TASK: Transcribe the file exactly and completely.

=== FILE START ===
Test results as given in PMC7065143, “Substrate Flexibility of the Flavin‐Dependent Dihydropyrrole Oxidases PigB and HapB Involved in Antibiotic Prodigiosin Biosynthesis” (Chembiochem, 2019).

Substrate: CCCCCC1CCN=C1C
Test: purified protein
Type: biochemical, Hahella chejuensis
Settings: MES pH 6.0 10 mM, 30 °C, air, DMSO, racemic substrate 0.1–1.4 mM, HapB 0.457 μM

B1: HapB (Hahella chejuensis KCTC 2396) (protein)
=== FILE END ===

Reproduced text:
Test results as given in PMC7065143, “Substrate Flexibility of the Flavin‐Dependent Dihydropyrrole Oxidases PigB and HapB Involved in Antibiotic Prodigiosin Biosynthesis” (Chembiochem, 2019).

Substrate: CCCCCC1CCN=C1C
Test: purified protein
Type: biochemical, Hahella chejuensis
Settings: MES pH 6.0 10 mM, 30 °C, air, DMSO, racemic substrate 0.1–1.4 mM, HapB 0.457 μM

B1: HapB (Hahella chejuensis KCTC 2396) (protein)